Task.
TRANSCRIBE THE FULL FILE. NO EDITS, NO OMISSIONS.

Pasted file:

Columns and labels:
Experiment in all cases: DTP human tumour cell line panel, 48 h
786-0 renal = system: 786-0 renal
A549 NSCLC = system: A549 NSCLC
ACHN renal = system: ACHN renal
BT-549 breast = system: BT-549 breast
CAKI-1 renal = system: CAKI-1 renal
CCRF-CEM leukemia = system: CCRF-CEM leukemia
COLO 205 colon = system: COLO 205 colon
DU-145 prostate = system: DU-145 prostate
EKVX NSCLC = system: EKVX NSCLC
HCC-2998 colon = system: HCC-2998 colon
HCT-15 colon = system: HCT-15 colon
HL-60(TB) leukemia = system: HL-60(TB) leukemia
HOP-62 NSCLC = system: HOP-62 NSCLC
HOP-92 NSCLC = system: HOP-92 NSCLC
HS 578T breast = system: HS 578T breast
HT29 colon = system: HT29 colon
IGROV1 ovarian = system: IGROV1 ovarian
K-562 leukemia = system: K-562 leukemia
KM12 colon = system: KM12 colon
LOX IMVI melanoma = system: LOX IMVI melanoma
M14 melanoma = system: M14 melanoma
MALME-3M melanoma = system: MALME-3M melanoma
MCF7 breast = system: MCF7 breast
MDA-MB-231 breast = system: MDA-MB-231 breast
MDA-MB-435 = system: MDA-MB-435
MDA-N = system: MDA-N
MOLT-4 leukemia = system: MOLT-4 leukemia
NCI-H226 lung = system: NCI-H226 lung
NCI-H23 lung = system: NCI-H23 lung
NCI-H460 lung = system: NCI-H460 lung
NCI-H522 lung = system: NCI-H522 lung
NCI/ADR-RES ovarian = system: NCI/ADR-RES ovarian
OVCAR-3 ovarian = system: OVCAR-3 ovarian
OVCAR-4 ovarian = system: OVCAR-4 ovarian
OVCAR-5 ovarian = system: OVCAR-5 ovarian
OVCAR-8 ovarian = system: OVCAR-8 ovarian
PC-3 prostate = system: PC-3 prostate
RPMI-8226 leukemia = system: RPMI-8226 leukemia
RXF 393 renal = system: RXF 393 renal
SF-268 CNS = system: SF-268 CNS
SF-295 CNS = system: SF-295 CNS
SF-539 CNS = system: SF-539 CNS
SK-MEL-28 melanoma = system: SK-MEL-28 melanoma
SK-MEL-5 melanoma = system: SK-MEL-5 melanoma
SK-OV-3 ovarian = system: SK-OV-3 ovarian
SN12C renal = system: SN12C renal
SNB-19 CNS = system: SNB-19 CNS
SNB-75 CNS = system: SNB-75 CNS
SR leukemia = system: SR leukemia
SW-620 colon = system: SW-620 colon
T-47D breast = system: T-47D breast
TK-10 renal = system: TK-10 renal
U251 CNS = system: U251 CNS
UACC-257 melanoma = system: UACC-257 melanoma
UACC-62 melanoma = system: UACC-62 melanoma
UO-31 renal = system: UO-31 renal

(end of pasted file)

Columns and labels:
Experiment in all cases: DTP human tumour cell line panel, 48 h
786-0 renal = system: 786-0 renal
A549 NSCLC = system: A549 NSCLC
ACHN renal = system: ACHN renal
BT-549 breast = system: BT-549 breast
CAKI-1 renal = system: CAKI-1 renal
CCRF-CEM leukemia = system: CCRF-CEM leukemia
COLO 205 colon = system: COLO 205 colon
DU-145 prostate = system: DU-145 prostate
EKVX NSCLC = system: EKVX NSCLC
HCC-2998 colon = system: HCC-2998 colon
HCT-15 colon = system: HCT-15 colon
HL-60(TB) leukemia = system: HL-60(TB) leukemia
HOP-62 NSCLC = system: HOP-62 NSCLC
HOP-92 NSCLC = system: HOP-92 NSCLC
HS 578T breast = system: HS 578T breast
HT29 colon = system: HT29 colon
IGROV1 ovarian = system: IGROV1 ovarian
K-562 leukemia = system: K-562 leukemia
KM12 colon = system: KM12 colon
LOX IMVI melanoma = system: LOX IMVI melanoma
M14 melanoma = system: M14 melanoma
MALME-3M melanoma = system: MALME-3M melanoma
MCF7 breast = system: MCF7 breast
MDA-MB-231 breast = system: MDA-MB-231 breast
MDA-MB-435 = system: MDA-MB-435
MDA-N = system: MDA-N
MOLT-4 leukemia = system: MOLT-4 leukemia
NCI-H226 lung = system: NCI-H226 lung
NCI-H23 lung = system: NCI-H23 lung
NCI-H460 lung = system: NCI-H460 lung
NCI-H522 lung = system: NCI-H522 lung
NCI/ADR-RES ovarian = system: NCI/ADR-RES ovarian
OVCAR-3 ovarian = system: OVCAR-3 ovarian
OVCAR-4 ovarian = system: OVCAR-4 ovarian
OVCAR-5 ovarian = system: OVCAR-5 ovarian
OVCAR-8 ovarian = system: OVCAR-8 ovarian
PC-3 prostate = system: PC-3 prostate
RPMI-8226 leukemia = system: RPMI-8226 leukemia
RXF 393 renal = system: RXF 393 renal
SF-268 CNS = system: SF-268 CNS
SF-295 CNS = system: SF-295 CNS
SF-539 CNS = system: SF-539 CNS
SK-MEL-28 melanoma = system: SK-MEL-28 melanoma
SK-MEL-5 melanoma = system: SK-MEL-5 melanoma
SK-OV-3 ovarian = system: SK-OV-3 ovarian
SN12C renal = system: SN12C renal
SNB-19 CNS = system: SNB-19 CNS
SNB-75 CNS = system: SNB-75 CNS
SR leukemia = system: SR leukemia
SW-620 colon = system: SW-620 colon
T-47D breast = system: T-47D breast
TK-10 renal = system: TK-10 renal
U251 CNS = system: U251 CNS
UACC-257 melanoma = system: UACC-257 melanoma
UACC-62 melanoma = system: UACC-62 melanoma
UO-31 renal = system: UO-31 renal